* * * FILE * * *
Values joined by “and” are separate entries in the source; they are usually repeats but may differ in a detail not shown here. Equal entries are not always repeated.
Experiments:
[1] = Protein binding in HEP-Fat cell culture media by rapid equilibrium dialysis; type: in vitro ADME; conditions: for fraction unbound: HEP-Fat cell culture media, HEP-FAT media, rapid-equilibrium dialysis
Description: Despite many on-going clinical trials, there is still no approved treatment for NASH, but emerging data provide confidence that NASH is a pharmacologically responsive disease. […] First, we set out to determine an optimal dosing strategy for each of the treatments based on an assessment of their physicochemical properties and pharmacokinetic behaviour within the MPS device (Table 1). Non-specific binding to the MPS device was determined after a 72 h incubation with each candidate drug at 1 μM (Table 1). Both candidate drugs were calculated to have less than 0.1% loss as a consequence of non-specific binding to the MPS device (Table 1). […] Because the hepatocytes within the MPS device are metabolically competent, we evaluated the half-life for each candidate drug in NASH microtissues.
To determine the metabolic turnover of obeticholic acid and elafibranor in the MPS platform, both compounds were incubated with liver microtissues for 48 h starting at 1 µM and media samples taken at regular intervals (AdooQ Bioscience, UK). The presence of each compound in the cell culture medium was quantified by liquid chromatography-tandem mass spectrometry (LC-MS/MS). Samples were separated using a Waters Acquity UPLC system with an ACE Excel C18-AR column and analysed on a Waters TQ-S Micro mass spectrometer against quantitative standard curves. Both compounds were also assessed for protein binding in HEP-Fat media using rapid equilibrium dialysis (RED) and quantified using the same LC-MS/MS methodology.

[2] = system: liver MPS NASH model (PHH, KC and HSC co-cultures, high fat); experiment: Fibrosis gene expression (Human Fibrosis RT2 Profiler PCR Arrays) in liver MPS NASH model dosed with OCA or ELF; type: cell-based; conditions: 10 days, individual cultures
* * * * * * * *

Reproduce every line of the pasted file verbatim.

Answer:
Values joined by “and” are separate entries in the source; they are usually repeats but may differ in a detail not shown here. Equal entries are not always repeated.
Experiments:
[1] = Protein binding in HEP-Fat cell culture media by rapid equilibrium dialysis; type: in vitro ADME; conditions: for fraction unbound: HEP-Fat cell culture media, HEP-FAT media, rapid-equilibrium dialysis
Description: Despite many on-going clinical trials, there is still no approved treatment for NASH, but emerging data provide confidence that NASH is a pharmacologically responsive disease. […] First, we set out to determine an optimal dosing strategy for each of the treatments based on an assessment of their physicochemical properties and pharmacokinetic behaviour within the MPS device (Table 1). Non-specific binding to the MPS device was determined after a 72 h incubation with each candidate drug at 1 μM (Table 1). Both candidate drugs were calculated to have less than 0.1% loss as a consequence of non-specific binding to the MPS device (Table 1). […] Because the hepatocytes within the MPS device are metabolically competent, we evaluated the half-life for each candidate drug in NASH microtissues.
To determine the metabolic turnover of obeticholic acid and elafibranor in the MPS platform, both compounds were incubated with liver microtissues for 48 h starting at 1 µM and media samples taken at regular intervals (AdooQ Bioscience, UK). The presence of each compound in the cell culture medium was quantified by liquid chromatography-tandem mass spectrometry (LC-MS/MS). Samples were separated using a Waters Acquity UPLC system with an ACE Excel C18-AR column and analysed on a Waters TQ-S Micro mass spectrometer against quantitative standard curves. Both compounds were also assessed for protein binding in HEP-Fat media using rapid equilibrium dialysis (RED) and quantified using the same LC-MS/MS methodology.

[2] = system: liver MPS NASH model (PHH, KC and HSC co-cultures, high fat); experiment: Fibrosis gene expression (Human Fibrosis RT2 Profiler PCR Arrays) in liver MPS NASH model dosed with OCA or ELF; type: cell-based; conditions: 10 days, individual cultures